Lycia

Lycia

Lycia

The Burning Circle And Then Dust

Silber

The fervent Lycia fans at Silber Records can be thanked (profusely, natch) for this reissue of the classic The Burning Circle And Then Dust — an audio document that captures Lycia changing and metamorphosizing from more free-form atmospherics and ambiance to a poised and baroque outfit, a sort of missing link between Dead Can Dance, Cocteau Twins and Joy Division’s Atmosphere. Here is this album returned to its original single-album state by Mike Van Porfleet, shorn of some extraneous compilation-bound tracks, closer to his original vision, along with some re-mastering to give the whole affair a fuller, deeper sound.

Up to this point, Lycia had been mostly a Mike Van Portfleet solo project, focusing on the sonic possibilities of pure guitar sinewave bliss and Swans-ish breakers crashing on cliffs. Enter David Galas and Tara Vanflower and the change is immediate and transcendent; a perfect and unconscious marriage of the shoegazing sounds of Lush and Ride tethered to the darkling exotica of the Creatures, World Of Skin and Cocteau Twins. Indeed, Burning Circle holds all the mystery of Dead Can Dance, made even more ethereal and moon-worshipping by a refusal to dabble in the earthier, tribal dance patterns that they embraced; Lycia instead retreated into vast black-glass cathedrals, icy breath leaving thin trails of emotion.

Quite frankly, The Burning Circle and Then Dust is a work of bleak, touching beauty. Near-perfect within its genre, having a whole generation of young darkling bands to follow their droning lead, and brimming over with fin de siecle majesty — like the aptly named “Resigned” a slow, deliberate, heart-rending synth line is repeated into an uncaring void, until mechanical drums crash in, the synths turn into robotic, angelic backing sighs and Van Portfleet’s Lee Dorrian-esque old man’s croak whispers out indiscernible lines. Guitars and electronics melt together into an opaque whole, a deep shade of red, sounds ebb and flow not according to any chordal patters or melodic hooks but rather, building waves of pure feeling, pinioned by spare cavernous bass lines and uncaring drum machines. Verses and choruses? I can’t find them, but I can find gorgeous mood pieces and billowing waves of strangely harmonious guitar effects, disciplined and punished into ornate, mournful chamber music. Vocal tracks often give way to strikingly lyrical (though still compact, no jamming ever, that shit ain’t emotion) instrumentals.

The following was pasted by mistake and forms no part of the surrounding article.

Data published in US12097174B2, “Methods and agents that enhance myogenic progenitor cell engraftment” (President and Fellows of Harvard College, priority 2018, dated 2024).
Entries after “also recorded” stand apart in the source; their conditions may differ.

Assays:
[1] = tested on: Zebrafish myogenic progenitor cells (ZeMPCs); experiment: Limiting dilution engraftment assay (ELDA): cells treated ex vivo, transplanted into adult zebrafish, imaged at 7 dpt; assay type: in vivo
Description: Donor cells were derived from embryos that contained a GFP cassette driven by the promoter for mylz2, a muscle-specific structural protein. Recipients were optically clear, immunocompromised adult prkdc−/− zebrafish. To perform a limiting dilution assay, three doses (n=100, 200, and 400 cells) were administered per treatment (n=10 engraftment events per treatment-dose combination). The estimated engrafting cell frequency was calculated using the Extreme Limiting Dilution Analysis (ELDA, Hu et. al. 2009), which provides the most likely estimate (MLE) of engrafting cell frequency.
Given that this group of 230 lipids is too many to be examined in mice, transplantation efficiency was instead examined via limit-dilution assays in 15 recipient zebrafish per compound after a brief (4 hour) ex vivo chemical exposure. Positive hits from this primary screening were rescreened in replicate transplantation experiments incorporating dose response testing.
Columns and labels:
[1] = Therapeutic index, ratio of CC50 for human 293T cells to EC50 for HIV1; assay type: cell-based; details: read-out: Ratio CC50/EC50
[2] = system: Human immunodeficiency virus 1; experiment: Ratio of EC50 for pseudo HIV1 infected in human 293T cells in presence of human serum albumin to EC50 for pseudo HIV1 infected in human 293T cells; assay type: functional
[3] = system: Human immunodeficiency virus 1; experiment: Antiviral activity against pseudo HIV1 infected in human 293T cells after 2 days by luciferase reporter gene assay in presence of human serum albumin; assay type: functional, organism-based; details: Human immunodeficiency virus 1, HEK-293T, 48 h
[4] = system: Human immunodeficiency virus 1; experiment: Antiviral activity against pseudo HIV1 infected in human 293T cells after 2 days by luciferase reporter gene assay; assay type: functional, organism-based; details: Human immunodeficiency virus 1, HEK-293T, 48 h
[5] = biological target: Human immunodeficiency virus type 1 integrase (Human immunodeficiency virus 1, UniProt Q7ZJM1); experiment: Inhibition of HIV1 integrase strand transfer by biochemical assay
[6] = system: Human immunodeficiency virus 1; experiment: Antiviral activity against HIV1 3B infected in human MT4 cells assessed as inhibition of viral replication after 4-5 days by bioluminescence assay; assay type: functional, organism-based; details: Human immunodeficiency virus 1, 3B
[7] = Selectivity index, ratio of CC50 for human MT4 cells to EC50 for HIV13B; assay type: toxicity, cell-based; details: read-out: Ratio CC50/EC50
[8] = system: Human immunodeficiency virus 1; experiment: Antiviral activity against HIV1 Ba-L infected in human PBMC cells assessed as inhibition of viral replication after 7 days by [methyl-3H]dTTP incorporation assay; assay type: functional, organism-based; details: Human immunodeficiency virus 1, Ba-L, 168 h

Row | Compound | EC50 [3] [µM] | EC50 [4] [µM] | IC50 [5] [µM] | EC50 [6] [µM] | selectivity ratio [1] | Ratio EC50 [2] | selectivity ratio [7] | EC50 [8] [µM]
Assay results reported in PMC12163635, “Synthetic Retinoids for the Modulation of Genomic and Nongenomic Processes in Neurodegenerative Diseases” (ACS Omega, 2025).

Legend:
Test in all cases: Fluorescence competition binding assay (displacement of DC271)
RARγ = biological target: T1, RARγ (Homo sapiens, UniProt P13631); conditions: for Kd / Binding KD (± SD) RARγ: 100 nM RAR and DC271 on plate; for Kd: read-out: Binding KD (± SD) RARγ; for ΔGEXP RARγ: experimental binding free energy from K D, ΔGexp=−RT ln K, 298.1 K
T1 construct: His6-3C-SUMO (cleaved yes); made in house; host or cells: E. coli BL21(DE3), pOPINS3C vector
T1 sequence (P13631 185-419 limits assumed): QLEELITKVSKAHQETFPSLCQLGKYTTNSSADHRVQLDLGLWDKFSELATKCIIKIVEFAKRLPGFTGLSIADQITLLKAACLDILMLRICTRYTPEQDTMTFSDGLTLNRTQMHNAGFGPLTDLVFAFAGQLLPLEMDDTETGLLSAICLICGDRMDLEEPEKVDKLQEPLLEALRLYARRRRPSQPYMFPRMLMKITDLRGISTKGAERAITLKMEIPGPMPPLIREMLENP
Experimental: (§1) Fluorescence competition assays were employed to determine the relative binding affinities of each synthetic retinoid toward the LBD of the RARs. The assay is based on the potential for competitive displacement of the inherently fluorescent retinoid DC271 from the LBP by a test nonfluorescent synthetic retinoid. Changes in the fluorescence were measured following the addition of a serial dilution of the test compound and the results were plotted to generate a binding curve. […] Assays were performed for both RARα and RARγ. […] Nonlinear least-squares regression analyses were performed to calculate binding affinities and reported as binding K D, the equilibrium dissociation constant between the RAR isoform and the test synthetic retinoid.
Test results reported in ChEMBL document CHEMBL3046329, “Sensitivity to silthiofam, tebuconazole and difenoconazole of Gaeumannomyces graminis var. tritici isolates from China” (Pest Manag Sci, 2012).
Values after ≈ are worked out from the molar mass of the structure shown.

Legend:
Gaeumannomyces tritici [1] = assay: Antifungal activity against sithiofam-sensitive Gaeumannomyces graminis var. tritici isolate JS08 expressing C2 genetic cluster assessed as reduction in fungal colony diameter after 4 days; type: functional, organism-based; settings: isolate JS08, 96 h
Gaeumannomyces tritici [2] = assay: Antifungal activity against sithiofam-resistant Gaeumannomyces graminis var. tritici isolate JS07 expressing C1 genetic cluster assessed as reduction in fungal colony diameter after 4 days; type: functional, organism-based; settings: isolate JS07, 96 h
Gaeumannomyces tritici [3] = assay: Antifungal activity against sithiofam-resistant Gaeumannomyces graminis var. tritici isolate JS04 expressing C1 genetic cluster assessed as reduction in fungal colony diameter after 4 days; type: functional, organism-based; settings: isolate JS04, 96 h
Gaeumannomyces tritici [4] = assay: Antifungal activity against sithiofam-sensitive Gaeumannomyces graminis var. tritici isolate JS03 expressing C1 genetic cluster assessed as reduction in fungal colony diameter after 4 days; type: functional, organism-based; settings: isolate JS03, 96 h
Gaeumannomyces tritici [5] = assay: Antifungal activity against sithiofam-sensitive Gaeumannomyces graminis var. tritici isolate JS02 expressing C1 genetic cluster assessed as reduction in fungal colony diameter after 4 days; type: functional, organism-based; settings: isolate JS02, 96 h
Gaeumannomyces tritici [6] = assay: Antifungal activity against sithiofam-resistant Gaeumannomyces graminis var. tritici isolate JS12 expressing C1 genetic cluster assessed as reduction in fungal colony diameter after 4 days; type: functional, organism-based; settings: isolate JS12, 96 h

It’s almost too much. More Eno than Eldritch, but where his ambiance was a product of science and theory, this is a more subjective exercise, perhaps some stray alchemy and lovespells, but fuck, this is heady, pure stuff. And when Tara VanFlower finally makes her lead vocal turn in “Nimble,” the transformation is complete.

Beyond essential. Better than love any day. Oh my god, stop fucking around with silly songs, when there’s this…

Silber Records; www.silbermedia.com

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